You don’t need to risk your health. To avoid the adverse health effects and environmental impacts of formaldehyde, go for a pantry made of non-toxic materials like Masonite’s PrimeBoard or, better yet, solid wood.
Unlike MDF which almost always features a toxic additive, PrimeBoard is mainly made from wheat straws and non-formaldehyde resin.
And if you choose to go with solid wood, it would be great to buy a pantry with environmentally sustainable materials complementing it.
Non-toxic “green” pantry cabinets are rare, so you will have to shop around a little longer to find the right product.
They are also expensive to acquire because many manufacturers don’t find it economical to ditch the popular non-green materials for green options.
If you want to keep your budget with affordable margins, try searching for second-hand solid-wood pantry cabinets at your local salvage-supply stores.
However, you might be compelled to make some changes or upgrades so that the unit can come close to suiting your expectations.
Kitchen pantry cabinets are very much like regular wall and base cabinets when it comes to types – there are always 3 types of construction:
- the stock type
- semi-custom variety
- custom type.
The stock type is mass-produced in large quantities.
Pantries of this type often come pre-assembled, ready for installation in a corner, or wherever you may want to put them.
Some may still require minimal assembly before they are fully functional.
Because they are mass-produced, stock pantry cabinets tend to be cheaper compared to the custom and semi-custom type.
Custom pantries are made to match your exact style and size specifications in the color, material, and even the finish on the surface.
They often include unique features only suggested by the user, such features as specialized racks for smaller packets of foods or beverage compartments.
They may also boast furniture-like touches such as leaded-glass doors or bun feet.
The attention to detail and craftsmanship that goes into this type of pantry means a longer production period and the use of high-end materials.
For that reason, the price of custom pantries is normally higher than that of all other types.
Semi-custom pantries are very much like stock cabinets but with a few extra details that can help you personalize the storage capabilities and style.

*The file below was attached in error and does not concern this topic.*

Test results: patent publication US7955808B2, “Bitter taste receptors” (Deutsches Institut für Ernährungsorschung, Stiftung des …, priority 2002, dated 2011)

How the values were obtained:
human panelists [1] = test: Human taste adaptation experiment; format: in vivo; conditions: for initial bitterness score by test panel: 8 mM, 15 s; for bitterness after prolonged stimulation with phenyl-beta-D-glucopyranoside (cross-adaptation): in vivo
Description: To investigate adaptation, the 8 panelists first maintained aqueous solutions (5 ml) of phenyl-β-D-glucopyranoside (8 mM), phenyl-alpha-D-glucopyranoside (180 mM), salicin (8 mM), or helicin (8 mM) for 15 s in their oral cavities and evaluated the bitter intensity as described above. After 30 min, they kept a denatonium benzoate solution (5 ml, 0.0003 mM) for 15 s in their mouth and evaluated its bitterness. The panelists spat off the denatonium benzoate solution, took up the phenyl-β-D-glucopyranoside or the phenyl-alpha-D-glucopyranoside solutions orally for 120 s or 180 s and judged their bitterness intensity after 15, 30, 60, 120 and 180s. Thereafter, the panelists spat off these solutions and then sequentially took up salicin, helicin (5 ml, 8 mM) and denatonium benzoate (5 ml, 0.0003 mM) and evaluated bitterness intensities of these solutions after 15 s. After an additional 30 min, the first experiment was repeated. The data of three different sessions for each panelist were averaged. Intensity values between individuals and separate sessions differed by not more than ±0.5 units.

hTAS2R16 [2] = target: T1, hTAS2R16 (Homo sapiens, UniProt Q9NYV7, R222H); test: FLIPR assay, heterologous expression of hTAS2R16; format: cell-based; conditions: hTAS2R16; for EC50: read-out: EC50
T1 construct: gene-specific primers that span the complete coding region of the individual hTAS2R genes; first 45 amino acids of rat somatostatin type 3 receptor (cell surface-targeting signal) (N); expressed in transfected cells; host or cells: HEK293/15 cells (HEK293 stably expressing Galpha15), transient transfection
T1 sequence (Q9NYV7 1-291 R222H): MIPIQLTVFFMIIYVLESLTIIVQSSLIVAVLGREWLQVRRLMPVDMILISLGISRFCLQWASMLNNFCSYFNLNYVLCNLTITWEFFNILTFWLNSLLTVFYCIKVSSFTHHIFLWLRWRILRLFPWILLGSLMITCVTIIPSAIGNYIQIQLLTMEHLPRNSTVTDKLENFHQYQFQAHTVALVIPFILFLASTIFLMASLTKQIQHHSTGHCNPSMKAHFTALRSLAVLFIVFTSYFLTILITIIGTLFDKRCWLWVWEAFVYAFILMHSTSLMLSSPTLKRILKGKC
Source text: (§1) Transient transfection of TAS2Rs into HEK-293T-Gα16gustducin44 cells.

9. Cost v/s Budget
Before buying the pantry cabinet that looks pleasing and passes your quality test, consider your intentions behind the purchase as well as the money you are willing to spend on the unit.
If the home will soon be on sale or converted into a rental unit, you might skimp the whole affair because, historically, kitchen remodeling does not bring a considerable return on investment.
Conversely, when you are establishing a dream kitchen that you plan to use for many coming years, you may want to invest in a high-end or mid-end cabinet that suits your needs. Still, it needs to be within your budget.
The cheapest pantry cabinets you will find in the store costs between $100 and $150. One of the brands to check out for affordable products is OS Home and Office Furniture.
An average mid-sized pantry costs between $200 and $250.
The Costliest options fall somewhere between mid- and high-end and can cost between $600 and $700. One of the brands to check for this class of pantries is CROSLEY FURNITURE.
The pantry is an important part of any kitchen – you want your food to be stored in a quality and safe storage area.
As such, you will want to settle on nothing but the best pantry you could ever lay your hands on.
To do so, you need to bear in mind a few factors, including
- the precise measurements of the area
- size of the unit
- material of construction
- whether it is framed or frameless
- hardware style & finish (knobs, fastening hinges, etc.)
- and the cost of the unit relative to your budget.